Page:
Tag: Schumacher College

Satish Kumar and compasses

An introduction to this remarkable man.

On the 18th January, I re-published an article written by Satish Kumar that had recently appeared in Resurgence Magazine.  It was called Money and morality and attracted 1,300 readings plus an above-average number of comments.

After the article, I wrote,

Satish Kumar is an extraordinary person as a dip into his biographical details here will underline.  Please do read about Satish; you will be amazed by his background!  It includes this fact,

During this time, he has been the guiding spirit behind a number of now internationally-respected ecological and educational ventures including Schumacher College in South Devon where he is still a Visiting Fellow.

Schumacher College was well-know to me, 2006 and before, as I lived in the small village of Harberton, just outside Totnes in South Devon, England and Schumacher College at Dartington was less than 5 miles away.  The College description includes,

People from all over the world, of all ages and backgrounds, have been informed, inspired and encouraged to act, by our 20 years of transformative courses for sustainable living.

Then later, this,

It is precisely at this time of global upheaval that we want you to come to the College to share with us the ways in which you are moved to live and act differently.

and concluded that I would be presenting some videos of Satish Kumar in subsequent posts.

So today, I want to start with a video that despite its shortness is not short of wisdom.  There will be more from Satish soon.

Ernst Friedrich “Fritz” Schumacher

Ernst Friedrich “Fritz” Schumacher (16 August 1911 – 4 September 1977)

Ernst Friedrich "Fritz" Schumacher

It seems amazing to realise both that this far-sighted man was born a century ago this day and that his incredibly influential book, Small is Beautiful, was published 38 years ago.

The book has been hugely influential.  Indeed, my gut sense is that it probably started the whole ‘green’ movement.  The Times Literary Supplement of October 6, 1995 regarded E.F. Schumacher’s 1973 book Small Is Beautiful: a study of economics as if people mattered as among the 100 most influential books published since the end of the Second World War.

Just a personal note that for many years I lived just a few miles from Dartington in Devon (UK) where Schumacher College was founded in 1991.  Named after the great man, it provided, and still does, learning for sustainable living.  Perhaps no surprise at all that nearby Totnes became the world’s first ‘transition town’.

Want to find out more?  Then go to the New Economics Institute website here and discover,

The New Economics Institute is a US organization that uniquely combines vision, theory, action, and communication to effect a transition to a new economy — an economy that gives priority to supporting human well-being and Earth’s natural systems. Our multidisciplinary approach employs research, applied theory, public campaigns, and educational events to describe an alternative socio-economic system that is capable of addressing the enormous challenges of our times.  Our premise is that a fair and sustainable economy is possible and that ways must be found to realize it.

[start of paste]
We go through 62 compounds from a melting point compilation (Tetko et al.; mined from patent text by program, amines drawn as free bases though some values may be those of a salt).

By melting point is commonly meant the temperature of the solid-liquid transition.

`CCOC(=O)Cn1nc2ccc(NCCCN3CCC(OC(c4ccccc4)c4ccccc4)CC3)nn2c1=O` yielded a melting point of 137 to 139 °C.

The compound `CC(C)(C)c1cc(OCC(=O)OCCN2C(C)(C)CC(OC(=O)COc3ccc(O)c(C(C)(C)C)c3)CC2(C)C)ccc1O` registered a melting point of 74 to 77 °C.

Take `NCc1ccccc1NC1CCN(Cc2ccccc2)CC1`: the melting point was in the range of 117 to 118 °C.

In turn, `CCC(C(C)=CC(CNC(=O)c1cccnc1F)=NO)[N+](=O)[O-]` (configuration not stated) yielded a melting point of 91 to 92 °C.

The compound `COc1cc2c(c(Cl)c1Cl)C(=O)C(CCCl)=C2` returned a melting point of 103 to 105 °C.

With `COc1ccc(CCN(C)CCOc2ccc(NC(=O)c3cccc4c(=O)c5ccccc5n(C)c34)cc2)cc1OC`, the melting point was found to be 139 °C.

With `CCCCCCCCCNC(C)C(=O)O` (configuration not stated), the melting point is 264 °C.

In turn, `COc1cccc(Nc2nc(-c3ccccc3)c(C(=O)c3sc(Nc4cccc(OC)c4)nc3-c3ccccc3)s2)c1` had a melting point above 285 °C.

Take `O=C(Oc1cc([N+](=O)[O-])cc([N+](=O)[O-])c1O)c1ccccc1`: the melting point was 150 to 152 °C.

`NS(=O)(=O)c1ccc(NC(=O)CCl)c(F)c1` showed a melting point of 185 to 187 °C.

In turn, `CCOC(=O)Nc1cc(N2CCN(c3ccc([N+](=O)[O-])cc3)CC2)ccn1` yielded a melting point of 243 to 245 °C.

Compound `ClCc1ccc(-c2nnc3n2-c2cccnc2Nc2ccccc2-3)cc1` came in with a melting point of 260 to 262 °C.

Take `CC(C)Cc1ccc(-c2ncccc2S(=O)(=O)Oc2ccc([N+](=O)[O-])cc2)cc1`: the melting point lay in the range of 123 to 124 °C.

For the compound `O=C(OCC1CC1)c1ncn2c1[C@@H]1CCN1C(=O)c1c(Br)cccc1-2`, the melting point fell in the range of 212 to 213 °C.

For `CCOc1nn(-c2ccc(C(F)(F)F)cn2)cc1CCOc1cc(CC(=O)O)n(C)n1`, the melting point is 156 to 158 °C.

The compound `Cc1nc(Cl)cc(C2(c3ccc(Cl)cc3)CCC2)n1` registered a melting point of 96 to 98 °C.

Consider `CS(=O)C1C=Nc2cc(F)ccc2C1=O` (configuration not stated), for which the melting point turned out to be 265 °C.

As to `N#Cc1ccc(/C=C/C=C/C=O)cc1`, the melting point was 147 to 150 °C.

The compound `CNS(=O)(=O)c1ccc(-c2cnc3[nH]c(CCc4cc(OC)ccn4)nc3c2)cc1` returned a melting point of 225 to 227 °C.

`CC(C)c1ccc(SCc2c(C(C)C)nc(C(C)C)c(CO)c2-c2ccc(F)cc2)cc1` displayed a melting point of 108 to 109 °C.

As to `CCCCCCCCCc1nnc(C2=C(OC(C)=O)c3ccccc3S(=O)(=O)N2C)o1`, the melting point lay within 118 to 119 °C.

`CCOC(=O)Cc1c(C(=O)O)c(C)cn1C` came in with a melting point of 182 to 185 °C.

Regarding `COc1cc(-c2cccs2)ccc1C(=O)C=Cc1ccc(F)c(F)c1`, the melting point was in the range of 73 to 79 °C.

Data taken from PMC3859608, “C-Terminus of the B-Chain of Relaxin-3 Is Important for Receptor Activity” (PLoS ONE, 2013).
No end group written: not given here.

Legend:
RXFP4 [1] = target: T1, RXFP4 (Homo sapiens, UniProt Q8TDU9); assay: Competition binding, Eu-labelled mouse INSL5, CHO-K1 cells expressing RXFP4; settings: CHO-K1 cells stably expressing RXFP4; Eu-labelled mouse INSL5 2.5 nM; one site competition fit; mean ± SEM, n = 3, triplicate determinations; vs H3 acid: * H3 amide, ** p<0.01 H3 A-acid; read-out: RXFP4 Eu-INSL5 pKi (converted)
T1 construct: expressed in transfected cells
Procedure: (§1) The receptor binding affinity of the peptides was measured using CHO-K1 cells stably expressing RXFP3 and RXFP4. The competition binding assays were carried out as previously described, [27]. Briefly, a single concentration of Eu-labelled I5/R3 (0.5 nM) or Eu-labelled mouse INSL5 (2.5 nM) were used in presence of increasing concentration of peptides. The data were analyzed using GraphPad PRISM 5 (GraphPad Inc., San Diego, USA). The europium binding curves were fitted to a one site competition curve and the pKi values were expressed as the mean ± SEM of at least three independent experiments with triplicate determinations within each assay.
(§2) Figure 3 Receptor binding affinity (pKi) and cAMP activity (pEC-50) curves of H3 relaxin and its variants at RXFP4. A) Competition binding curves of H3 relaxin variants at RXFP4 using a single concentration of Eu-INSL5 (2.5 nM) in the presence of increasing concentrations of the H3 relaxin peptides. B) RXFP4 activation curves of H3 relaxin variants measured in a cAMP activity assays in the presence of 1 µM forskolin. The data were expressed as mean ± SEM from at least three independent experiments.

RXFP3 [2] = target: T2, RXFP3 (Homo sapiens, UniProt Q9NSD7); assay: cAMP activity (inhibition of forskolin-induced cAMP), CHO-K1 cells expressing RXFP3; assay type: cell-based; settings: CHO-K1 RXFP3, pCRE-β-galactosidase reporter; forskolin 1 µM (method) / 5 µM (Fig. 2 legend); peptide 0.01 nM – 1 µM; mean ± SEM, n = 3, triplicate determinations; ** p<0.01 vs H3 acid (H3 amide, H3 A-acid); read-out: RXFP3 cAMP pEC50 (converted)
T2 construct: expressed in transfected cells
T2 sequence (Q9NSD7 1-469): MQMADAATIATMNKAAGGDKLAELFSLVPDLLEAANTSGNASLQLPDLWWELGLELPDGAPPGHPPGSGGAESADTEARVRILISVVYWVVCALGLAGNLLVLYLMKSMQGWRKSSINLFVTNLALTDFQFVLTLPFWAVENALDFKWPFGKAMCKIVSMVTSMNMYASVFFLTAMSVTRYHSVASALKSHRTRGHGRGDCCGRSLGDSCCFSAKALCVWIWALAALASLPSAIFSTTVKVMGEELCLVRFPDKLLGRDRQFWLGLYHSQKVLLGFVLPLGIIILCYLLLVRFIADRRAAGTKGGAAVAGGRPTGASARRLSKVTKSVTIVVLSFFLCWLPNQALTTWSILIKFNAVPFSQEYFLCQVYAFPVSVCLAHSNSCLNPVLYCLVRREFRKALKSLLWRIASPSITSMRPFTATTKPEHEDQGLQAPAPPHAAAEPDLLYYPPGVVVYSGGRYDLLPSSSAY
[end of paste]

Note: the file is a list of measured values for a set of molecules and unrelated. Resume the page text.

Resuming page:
The Institute, formerly the E. F. Schumacher Society, is working in close partnership with the New Economics Foundation from London to add the programs and experience developed in the UK to its own work in the US.

Finally, to get a flavour of this wonderful man and the amazing legacy that he has left the planet, watch this short video of E.F. Schumacher answering a question from the moderator about whether or not Buddhist Economics can work in the West. (Question & Answer Panel at Great Circle Center, 3/19/77.  Peter Gillingham Collection, E. F. Schumacher Library Archives.)

Rupert Sheldrake continued

Did you watch the video of Sheldrake discussing The Morphogenetic Universe?  If not then you may want to start here, at yesterday’s Post.

Rather than crowd that article, here is more to provide you with a broader perspective of Sheldrake’s work.

Firstly, Rupert Sheldrake’s very interesting website is here.

Secondly, there is a video here of a talk given by Rupert Sheldrake about animal telepathy.  The talk was given to an audience at Schumacher College in South Devon, England.  Well worth settling down to watch – and be amazed.

Finally, there are many videos on YouTube for those that wish to explore this in more detail.  Here’s a taste.